Great Boris interpreters of the last decade such as Samuel Ramey, Matti Salminen, Sir John Tomlinson and (to a certain degree) Ferruccio Furlanetto, all create dramatically convincing portraits of Boris, while singing a varying portion of the notes. What René Pape does in addition to dramatic impact, is to sing all the notes as well as create smooth legatolines etc., which in short adds up to: No sprech-gesang or yelling. Which is probably René Pape´s biggest asset: That he can express everything with his voice when he wants to. Including a death-scene to, well…die for, in what was probably the best performance of his entire career.
And an important one as well, returning as a star to his own city, for the first time in a premiere at the Dresden Semperoper. If there is a single newsmedium around here, which has not run a major feature along the lines of Dresden´s famous son returns to be crowned by his native city, I have failed to see it. Though I would be surprised if not at least a couple of the German music critics end up criticizing him for not being the profundo-almost retired-Martti Talvela type usually seen in this role, regardless this is a staging I cannot really imagine an elderly-statesman type Boris perform in.
The contribution of the others should in no way be neglected as this was genuinely a team effort: Particularly Sir John Tomlinson makes as commanding a Pimen as anyone could wish for, rock-solid in his middle and lower register. Only in the high register you´d need to cut him some slack, which everyone in the audience gladly did, considering his overall dramatic impact. Equal impact was made by Hanna Schwarz in the small role of the Nurse. Quite unusual (and slightly odd), though by no means new, to hear a counter-tenor (Martin Wölfel) as Fyodor.
Furthermore, there was not a single weak link in this cast, which is almost even more unusual since normally at least two of the three basses fail to deliver. Apart from two superb lead basses, both Markus Marquard (Varlaam) as well as Wolfgang Schmidt (Shuisky) and especially Stefan Margita as the False Dmitri delivered top performances. Not to forget the ~8 year old boy from the Dresden Kreuzchor playing a rather large role as a continuously appearing real Dmitri.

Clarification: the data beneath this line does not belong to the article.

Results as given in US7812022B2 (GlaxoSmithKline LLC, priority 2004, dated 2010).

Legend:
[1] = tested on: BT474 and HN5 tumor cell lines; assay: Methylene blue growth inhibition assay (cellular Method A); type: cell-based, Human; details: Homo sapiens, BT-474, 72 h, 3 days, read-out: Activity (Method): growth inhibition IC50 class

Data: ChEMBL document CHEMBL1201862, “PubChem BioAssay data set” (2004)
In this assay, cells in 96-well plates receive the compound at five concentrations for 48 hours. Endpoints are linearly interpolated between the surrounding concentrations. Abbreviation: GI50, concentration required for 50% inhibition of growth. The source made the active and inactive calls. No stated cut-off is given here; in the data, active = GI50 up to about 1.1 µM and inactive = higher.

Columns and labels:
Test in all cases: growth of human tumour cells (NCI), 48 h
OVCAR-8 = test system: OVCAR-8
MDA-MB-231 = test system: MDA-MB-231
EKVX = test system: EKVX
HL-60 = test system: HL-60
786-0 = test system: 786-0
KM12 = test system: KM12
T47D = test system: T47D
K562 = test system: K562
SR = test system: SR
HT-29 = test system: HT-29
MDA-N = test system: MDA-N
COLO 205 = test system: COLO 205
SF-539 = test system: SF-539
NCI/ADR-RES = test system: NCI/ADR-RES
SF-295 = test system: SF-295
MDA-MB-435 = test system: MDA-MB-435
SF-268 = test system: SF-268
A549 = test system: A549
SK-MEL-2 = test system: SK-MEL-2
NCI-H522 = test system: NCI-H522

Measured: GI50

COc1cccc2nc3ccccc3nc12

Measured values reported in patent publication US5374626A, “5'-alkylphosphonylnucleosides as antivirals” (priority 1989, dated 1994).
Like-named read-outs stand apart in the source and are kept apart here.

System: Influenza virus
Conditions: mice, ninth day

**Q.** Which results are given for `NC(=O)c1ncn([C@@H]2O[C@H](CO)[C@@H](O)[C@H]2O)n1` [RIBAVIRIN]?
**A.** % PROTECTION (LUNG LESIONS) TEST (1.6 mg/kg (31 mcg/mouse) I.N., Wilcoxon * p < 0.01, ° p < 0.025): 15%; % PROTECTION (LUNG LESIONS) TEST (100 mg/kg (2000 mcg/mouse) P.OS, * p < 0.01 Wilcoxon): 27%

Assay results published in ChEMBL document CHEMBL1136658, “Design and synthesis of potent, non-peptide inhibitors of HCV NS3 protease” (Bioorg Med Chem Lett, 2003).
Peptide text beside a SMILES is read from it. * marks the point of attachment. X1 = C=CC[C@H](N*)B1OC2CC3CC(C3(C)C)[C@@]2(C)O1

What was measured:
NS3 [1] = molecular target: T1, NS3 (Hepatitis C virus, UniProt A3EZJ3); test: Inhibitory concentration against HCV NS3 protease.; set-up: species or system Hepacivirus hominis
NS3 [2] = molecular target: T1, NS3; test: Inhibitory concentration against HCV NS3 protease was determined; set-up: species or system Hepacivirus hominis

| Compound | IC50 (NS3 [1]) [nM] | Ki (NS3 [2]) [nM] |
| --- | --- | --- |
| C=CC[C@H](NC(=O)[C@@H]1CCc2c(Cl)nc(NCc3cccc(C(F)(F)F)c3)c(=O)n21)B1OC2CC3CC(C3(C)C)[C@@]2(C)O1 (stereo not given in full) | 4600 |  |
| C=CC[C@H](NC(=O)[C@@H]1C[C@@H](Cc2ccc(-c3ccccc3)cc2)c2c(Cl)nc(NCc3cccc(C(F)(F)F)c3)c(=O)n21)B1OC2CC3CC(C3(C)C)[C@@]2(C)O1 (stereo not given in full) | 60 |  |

Even Sebastian Weigle, whom I have repeatedly criticized of passivity (though mostly in Wagner), deservedly received major applause. A rather lyrical reading, though not without punch and quite obviously Weigle knows the work well (he also conducts the Matti Salminen DVD from Barcelona), and is in control of happenings, particularly evident in the impeccably precise choral scenes.
The boos and bravos for the directorial team probably equalled each other out – after all it is Regietheater and a premiere in Dresden without any booing is not a real premiere..
Truly a Boris Godunov suited to the 1869 seven-scene staging, as the Polish scenes, though beautiful, would have been completely out of place as well as irrelevant to the psychological drama of Christian Pade´s staging. As would the Rimsky-Korsakoff orchestration, though the Shostakovich orchestration would have worked fine.
Considering that all of the previously mentioned random audience sample vehemently denied any knowledge of Russian, they were surprisingly proficient at translating the Russian writing, which appeared frequently throughout the piece. After all, similar random samples of the Danish population have been known to deny any knowledge of German as well, though most at least understand some of it. Probably for similar reasons..
The bottom line (scale of 1-5, 3=average):
René Pape: 6
John Tomlinson: 5
Wolfgang Schmidt: 5
Stefan Margita: 5
Markus Marquardt: 5
Christian Pade´s concept: 4
Sebastian Weigle: 4-5
Overall impression: 5